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"Chiropractic" sounds like an adjective because of the "ic", but the title "Doctor of Chiropractic" seems like a noun.

Am I just confused?

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3 Answers 3

up vote 5 down vote accepted

The OED lists it as both an adjective and a noun. Other dictionaries, such as Wiktionary, list it as only a noun. Merriam-Webster Online, curiously enough, defines a noun, and lists a possible adjectival form as a related word, but doesn't seem to mention it again. Based on this, I would say it's definitely a noun.

But is it also an adjective, as the OED supposes?

The COCA has the various following usages:

objected to chiropractic medicine because
have received chiropractic treatment
chiropractic consultation

You wouldn't say "podiatry medicine", "podiatry treatment", or "podiatry consultation",. Instead, the proper way is to use the adjectival form: "podiatric medicine", "podiatric treatment", "podiatric consultation".

Thus, chiropractic is both a noun and an adjective.

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I'm not so sure. Actually, "podiatry consultation" gets about as many Google hits as "podiatric consultation". Also note that "acupuncture treatment" is much more common than "acupunctural treatment". –  Jason Orendorff Mar 29 '11 at 18:07
    
It's also weird that "more chiropractic than" and "fairly chiropractic" get hits where the writer uses quotes (more "chiropractic" than), apparently indicating they know it's not the way the word is normally used. –  Jason Orendorff Mar 29 '11 at 18:11
    
@JasonOrendorf: The semi-interchangeable use of adjectives and noun-adjectives always fascinates me. How do you think people choose between the two? Somehow I feel that nouns sound more modern, more informal—not not always, and not with every word. –  Cerberus May 21 '12 at 15:03

I agree that "chiropractory" is nonsense. "Chiropractic" is unquestionably a noun, in wide usage.

And consider this: "Chiropractic" as a noun derives from the simple elision of "medicine" from the original phrase "chiropractic medicine," a still-valid phrase in which the original parts of speech are clear. Over time, the abbreviated usage came into being, presumably because it was just easier and faster to say.

Taking it further: "Allopathic medicine" and "osteopathic medicine" are two other main branches of medical practice. These names refer to M.D.'s and D.O.'s. Most people would recognize these as the degrees that physicians usually have. In the U.S., one's primary doctor and most specialists are M.D.'s, but a huge percentage are D.O.'s, especially in the Midwest. They are legally, ethically, and functionally equivalent medical degrees, although the historical philosophic underpinnings of these two disciplines differ. And although the terms "allopathic medicine" and "osteopathic medicine" are not very commonly used, the proper derived form of each is "allopathy" and "osteopathy."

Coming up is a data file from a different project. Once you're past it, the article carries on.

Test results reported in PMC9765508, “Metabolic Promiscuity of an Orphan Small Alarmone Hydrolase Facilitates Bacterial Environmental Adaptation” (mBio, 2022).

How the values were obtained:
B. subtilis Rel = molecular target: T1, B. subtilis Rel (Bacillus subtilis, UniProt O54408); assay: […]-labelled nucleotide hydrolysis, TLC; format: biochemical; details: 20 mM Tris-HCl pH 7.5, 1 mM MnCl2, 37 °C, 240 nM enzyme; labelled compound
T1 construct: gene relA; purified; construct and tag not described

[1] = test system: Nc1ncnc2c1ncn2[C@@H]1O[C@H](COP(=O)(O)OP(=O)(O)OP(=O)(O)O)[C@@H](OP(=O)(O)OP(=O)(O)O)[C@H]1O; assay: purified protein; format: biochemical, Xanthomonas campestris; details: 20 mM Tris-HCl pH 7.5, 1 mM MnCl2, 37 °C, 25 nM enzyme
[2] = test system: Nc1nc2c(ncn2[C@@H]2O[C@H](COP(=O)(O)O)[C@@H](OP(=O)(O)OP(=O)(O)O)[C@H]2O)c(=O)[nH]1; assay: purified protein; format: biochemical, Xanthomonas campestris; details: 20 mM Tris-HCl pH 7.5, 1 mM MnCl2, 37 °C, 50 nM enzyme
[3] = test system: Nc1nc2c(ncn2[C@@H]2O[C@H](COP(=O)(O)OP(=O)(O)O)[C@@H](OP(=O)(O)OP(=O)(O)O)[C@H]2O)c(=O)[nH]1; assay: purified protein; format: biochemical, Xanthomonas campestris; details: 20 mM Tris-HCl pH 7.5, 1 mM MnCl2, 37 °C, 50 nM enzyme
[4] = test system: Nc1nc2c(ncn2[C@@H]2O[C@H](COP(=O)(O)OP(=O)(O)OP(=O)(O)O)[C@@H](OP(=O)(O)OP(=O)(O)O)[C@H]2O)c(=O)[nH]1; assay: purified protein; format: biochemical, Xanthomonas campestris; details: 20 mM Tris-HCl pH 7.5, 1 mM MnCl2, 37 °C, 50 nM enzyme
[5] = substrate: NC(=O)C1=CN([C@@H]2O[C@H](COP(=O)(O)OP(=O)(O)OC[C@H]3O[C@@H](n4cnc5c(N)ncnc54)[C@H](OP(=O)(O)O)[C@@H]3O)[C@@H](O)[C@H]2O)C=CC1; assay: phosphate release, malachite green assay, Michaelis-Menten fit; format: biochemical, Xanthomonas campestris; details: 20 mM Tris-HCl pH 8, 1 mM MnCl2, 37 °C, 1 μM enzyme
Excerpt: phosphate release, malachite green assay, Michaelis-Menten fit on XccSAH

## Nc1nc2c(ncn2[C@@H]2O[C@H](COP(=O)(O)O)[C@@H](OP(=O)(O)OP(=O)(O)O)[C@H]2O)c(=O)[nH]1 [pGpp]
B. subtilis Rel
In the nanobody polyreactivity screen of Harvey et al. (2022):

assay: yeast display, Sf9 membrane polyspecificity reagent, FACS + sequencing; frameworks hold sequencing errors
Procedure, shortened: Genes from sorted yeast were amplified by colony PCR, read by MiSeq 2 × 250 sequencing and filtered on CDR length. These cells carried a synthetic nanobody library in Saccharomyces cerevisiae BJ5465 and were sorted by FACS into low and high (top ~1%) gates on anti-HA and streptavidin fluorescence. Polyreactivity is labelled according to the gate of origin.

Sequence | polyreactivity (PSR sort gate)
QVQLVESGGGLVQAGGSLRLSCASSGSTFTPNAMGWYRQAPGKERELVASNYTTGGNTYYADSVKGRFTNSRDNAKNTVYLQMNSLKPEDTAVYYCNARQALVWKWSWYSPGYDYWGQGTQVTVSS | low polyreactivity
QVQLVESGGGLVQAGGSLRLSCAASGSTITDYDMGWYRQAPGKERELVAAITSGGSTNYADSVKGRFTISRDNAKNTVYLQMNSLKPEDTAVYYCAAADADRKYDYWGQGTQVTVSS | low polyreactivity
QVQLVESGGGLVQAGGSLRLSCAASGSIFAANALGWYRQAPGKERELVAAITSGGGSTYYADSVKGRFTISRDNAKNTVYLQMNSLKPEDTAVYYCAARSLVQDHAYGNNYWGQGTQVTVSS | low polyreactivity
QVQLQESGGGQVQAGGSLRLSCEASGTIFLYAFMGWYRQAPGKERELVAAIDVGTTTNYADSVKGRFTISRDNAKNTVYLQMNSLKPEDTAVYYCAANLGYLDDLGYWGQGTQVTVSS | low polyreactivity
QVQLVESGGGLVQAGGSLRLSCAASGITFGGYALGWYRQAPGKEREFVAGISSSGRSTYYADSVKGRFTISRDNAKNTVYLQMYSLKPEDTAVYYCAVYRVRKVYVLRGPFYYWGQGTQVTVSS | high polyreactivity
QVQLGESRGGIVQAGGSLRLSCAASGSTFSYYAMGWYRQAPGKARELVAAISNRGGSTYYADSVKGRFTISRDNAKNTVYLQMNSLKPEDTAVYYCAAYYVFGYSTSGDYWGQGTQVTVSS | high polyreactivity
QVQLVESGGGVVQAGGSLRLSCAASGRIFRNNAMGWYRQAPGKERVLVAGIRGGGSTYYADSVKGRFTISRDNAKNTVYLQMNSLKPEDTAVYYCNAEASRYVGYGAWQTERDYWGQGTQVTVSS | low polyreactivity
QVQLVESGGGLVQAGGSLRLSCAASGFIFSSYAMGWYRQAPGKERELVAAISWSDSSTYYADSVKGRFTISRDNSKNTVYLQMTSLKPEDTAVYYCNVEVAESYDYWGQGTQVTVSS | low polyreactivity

Similarly, "chiropathy" (certainly not "chiropractory") would qualify as the proper noun form of "chiropractic medicine," but for reasons unclear to me, it is not much in use. It has been used, however, and can still be found in recent usage.

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Chiropracty appears to an acceptable alternative and, according to Google, sees some use. –  coleopterist Mar 15 '13 at 5:00

Chiropractic just doesn't work for me as a noun (it sounds like an adjective) and since no one else really knows, I'm just going to use chiropractory as the noun!

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5  
-1 for utter nonsense. Chiropractic is used as a noun, and listed as such in dictionaries. Chiropractory is neither. Oh, and may I ask you if you also refer to medics as medories, to alcoholics as alcoholories, to classics as classories, to music as musory, and to logic as logory? –  RegDwigнt May 21 '12 at 14:50
1  
One does wonder why chiropraxis (or chiropractice) never caught on...Then we've got logic as a noun and logical as the adjective when you'd think that logos (noun) and logic (adjective) would be the more appropriate pair...and finally politicS and economicS when a language like French uses the singular 'la politique/economique'...go figure. –  Merk Oct 18 '12 at 5:03
    
@RegDwighт You might be interested in my answer to this question, q.v. –  John M. Landsberg Mar 15 '13 at 4:44

protected by RegDwigнt May 21 '12 at 14:56

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